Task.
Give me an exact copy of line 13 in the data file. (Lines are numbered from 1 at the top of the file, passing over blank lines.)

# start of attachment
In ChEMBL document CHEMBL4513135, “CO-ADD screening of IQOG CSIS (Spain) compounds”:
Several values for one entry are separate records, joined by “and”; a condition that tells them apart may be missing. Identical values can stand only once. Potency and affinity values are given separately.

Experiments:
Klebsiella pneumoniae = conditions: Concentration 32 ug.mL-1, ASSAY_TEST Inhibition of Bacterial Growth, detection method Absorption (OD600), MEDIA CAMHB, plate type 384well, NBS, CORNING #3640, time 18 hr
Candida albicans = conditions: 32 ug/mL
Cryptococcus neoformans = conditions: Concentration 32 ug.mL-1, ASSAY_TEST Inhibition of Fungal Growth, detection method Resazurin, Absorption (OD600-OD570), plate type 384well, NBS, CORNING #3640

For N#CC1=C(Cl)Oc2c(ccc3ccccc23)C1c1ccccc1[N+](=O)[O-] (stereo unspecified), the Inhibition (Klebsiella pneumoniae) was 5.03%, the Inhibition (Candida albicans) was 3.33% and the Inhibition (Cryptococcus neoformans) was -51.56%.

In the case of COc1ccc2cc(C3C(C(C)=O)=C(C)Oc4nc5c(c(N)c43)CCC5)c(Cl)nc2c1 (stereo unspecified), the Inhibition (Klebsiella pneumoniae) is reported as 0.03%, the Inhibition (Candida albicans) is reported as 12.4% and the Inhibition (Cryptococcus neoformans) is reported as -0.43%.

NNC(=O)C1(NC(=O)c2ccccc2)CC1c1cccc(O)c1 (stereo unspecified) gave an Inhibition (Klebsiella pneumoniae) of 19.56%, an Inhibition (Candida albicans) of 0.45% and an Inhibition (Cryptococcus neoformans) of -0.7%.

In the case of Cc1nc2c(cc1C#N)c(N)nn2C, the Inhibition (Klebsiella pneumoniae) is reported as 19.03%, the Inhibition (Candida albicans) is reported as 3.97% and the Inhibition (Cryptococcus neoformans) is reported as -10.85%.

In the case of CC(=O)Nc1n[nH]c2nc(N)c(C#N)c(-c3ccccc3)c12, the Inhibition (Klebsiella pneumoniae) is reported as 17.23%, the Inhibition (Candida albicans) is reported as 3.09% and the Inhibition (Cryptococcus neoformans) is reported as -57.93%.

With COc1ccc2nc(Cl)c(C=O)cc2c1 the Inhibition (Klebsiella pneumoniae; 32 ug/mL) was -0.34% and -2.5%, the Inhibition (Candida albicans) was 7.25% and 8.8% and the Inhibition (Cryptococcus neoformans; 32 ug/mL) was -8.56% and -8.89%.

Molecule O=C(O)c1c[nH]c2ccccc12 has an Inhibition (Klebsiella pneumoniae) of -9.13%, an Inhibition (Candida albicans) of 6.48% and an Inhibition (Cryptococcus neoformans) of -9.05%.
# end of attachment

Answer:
Molecule O=C(O)c1c[nH]c2ccccc12 has an Inhibition (Klebsiella pneumoniae) of -9.13%, an Inhibition (Candida albicans) of 6.48% and an Inhibition (Cryptococcus neoformans) of -9.05%.